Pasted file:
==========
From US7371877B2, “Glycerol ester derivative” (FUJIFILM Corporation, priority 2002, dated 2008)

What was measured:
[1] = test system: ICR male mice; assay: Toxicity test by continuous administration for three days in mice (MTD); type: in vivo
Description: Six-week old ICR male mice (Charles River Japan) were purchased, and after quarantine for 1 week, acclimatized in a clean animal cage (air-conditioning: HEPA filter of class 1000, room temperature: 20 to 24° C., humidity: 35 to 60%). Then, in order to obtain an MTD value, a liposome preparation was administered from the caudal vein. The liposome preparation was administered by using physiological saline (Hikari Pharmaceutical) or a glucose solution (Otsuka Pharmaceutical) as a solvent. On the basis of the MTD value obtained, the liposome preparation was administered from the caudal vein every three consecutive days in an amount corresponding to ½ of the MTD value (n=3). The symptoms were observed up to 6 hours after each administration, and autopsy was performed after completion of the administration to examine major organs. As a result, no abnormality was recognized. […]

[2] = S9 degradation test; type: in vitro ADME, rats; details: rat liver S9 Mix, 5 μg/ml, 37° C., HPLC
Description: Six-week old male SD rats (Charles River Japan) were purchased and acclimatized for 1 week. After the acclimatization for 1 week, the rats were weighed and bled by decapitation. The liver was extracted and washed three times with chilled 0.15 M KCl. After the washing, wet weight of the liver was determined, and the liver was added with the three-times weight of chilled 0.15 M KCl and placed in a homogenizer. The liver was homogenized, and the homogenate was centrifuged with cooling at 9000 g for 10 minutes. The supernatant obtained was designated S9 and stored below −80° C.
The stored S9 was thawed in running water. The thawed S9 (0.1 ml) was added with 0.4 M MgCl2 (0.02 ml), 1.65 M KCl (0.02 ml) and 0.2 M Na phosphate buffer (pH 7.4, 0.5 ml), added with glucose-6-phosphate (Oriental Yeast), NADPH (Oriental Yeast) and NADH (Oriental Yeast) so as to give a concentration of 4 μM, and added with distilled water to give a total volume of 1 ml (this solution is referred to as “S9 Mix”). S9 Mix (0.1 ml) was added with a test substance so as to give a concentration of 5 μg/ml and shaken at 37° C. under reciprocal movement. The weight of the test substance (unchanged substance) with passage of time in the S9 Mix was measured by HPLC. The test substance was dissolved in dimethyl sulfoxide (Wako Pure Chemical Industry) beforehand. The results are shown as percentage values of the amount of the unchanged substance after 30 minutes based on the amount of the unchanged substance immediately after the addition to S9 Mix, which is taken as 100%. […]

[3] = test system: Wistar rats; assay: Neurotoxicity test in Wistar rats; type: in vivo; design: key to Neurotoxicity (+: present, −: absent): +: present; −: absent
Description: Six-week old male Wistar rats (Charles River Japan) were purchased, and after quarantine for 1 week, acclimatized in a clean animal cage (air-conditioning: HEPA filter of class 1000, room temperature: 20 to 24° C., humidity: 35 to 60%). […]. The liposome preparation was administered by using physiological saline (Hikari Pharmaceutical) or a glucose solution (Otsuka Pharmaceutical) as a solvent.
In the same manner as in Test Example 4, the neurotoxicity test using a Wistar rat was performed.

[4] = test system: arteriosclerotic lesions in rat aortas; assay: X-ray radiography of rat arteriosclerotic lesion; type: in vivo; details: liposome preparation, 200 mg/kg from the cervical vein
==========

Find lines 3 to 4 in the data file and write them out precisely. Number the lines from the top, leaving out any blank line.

[1] = test system: ICR male mice; assay: Toxicity test by continuous administration for three days in mice (MTD); type: in vivo
Description: Six-week old ICR male mice (Charles River Japan) were purchased, and after quarantine for 1 week, acclimatized in a clean animal cage (air-conditioning: HEPA filter of class 1000, room temperature: 20 to 24° C., humidity: 35 to 60%). Then, in order to obtain an MTD value, a liposome preparation was administered from the caudal vein. The liposome preparation was administered by using physiological saline (Hikari Pharmaceutical) or a glucose solution (Otsuka Pharmaceutical) as a solvent. On the basis of the MTD value obtained, the liposome preparation was administered from the caudal vein every three consecutive days in an amount corresponding to ½ of the MTD value (n=3). The symptoms were observed up to 6 hours after each administration, and autopsy was performed after completion of the administration to examine major organs. As a result, no abnormality was recognized. […]